one's environment, rather than dominating it, and thus offers a radi­
cal alternative to the controlling distance from the environment so
well served by vision.

Recall Benjamin's enormously productive suggestion (1968c) that
aura entails a relationship of contact, or a tactile relationship. The
"Artwork" essay implies that aura is the material trace of a prior con­
tact, be it brushworks that attest to the hand of the artist or the patina
on a bronze that testifies to centuries of oxidation. Aura enjoins a
temporal immediacy, a co-presence, between viewer and object. To
be in the presence of an auratic object is more like being in physi­
cal contact than like facing a representation. In early drafts of the
"Artwork" essay Benjamin posited a form of "sensuous similarity"
that would find communicative correspondences between nature
and perception (Hansen 1987). Sensuous similarity describes corre­
spondences between one's body and the world that precede repre­
sentation, such as the relationship between people and the heavens
described by astrology (this controversial notion disappeared from
the final draft of the essay). Benjamin's essay "On the Mimetic Fac­
ulty" (1978a) also took up this theme. This essay and the unfin­
ished Passagen-Werk, like the early drafts of the "Artwork" essay,
attempted, always evasively, to demonstrate a mimetic understand­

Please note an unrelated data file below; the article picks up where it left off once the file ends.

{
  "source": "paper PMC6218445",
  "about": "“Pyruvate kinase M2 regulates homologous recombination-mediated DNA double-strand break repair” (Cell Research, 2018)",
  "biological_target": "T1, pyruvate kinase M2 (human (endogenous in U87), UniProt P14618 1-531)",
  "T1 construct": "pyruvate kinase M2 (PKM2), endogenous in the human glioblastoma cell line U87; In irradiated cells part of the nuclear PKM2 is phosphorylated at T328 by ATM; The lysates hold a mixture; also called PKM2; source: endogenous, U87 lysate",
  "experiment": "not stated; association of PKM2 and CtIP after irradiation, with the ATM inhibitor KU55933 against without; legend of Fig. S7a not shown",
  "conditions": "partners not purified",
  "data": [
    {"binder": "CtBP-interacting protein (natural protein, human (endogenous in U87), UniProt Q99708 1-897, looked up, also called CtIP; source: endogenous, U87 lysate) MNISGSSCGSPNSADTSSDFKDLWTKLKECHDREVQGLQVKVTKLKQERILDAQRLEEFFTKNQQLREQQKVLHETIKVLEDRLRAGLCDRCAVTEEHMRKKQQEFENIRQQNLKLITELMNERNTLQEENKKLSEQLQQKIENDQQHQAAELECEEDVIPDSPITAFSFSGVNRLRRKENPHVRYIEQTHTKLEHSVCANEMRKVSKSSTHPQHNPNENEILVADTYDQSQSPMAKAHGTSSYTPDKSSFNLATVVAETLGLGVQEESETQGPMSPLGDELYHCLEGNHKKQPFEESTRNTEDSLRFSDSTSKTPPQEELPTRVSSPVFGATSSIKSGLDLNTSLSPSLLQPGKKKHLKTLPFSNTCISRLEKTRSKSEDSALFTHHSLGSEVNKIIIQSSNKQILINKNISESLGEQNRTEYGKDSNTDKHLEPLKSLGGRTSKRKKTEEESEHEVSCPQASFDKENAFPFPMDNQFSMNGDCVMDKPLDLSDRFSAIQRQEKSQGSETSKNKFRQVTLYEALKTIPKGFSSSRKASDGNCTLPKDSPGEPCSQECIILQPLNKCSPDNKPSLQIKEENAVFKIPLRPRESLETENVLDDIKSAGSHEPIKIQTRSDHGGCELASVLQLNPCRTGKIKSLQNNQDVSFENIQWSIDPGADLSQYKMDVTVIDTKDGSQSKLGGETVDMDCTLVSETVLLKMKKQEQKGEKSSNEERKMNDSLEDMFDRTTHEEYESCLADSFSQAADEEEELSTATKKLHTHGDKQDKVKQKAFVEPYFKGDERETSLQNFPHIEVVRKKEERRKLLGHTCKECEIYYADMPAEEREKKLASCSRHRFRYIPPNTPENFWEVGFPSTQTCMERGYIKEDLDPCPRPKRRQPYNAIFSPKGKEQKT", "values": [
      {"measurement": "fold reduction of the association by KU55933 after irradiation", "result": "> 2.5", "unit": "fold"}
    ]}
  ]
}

ing of material reality. Benjamin valued children's ability to relate
to things mimetically (Buck-Morss 1989, 263-67), and he suspected
that the mimetic relationship need not be superseded by an "adult"
way of relating to things as merely objects. He also suggested that
the use of the mimetic faculty varied over history. "It must be borne
in mind that neither mimetic powers nor mimetic objects have re­
mained the same in the course of thousands of years. Rather, we
must suppose that the gift of producing similarities—for example,
in dances, whose oldest function this was—and also the gift of rec-

Page 319

298 water into fire, 74
Watermelon Woman, The, 25, 65
Water Ritual #1: An Urban Site of

<D Purification, 251115
pn Waters, John: Polyester, 212, 245

Way to My Father's Village, The, 25, 75
Weiner, Annette, 95
Weinstein, Jeff, 194, 234-235, 238
Wen, Laurie: The Trained Chinese

Tongue, 236-238
Wharton, Edith, 223
What's the Difference Between a Yam

and a Sweet Potato?, 227
White, Allon, 87
Whitman, Walt, 26
Who Needs a Heart?, 25, 31-32, 36-37,

47, 68, 71, 76,134, 200; sound in, 48,
72,74

Who's Gonna Pay for These Donuts
Anyway?, 25

Wilkinson, Dawn: Instant Dread, 224

Williams, Linda, 151, 254 n2
Williams, Selina: Saar, 227
Winnicott, D. W: and transitional

object, 78,123-124
Woman Being in Asia, A, 1^1 ni
Woman from the Lake of Scented

Souls, 104-106,120, 237
Wong, Paul, 4; Chinaman's Peak: Walk-

ing the Mountain, 74
Work in Progress, 252 ni
Worringer, Wilhelm. See Riegl
Writing (as technology), 214-215, 220-

221

Xie Fei: Woman from the Lake of
Scented Souls, 104-106,120, 237

Young, Robert: Alambrista, 252 n i
Youngblood, Gene, 256 ni8

"Zone of indetermination," 147, 202

Page 320

Laura U. Marks is Assistant Professor of Film Studies
at Carleton University.

Library of Congress Cataloging-in-Publication Data

Marks, Laura U.
The skin of the film : intercultural cinema,
embodiment, and the senses / by Laura U. Marks.
p. cm.
Includes bibliographical references and index.
ISBN 0-8223-2358-3 (cloth : alk. paper). —
ISBN 0-8223-2391-5 (paper : alk. paper)
1. Intercultural communication in motion pictures.
2. Motion pictures—Philosophy. 3. Deleuze,
Gilles—Cinema. 4. Experimental films—History.
5. Video art.
PN1993.5.D44M37 1999
79i.43'09i72'4—C2i 99-26487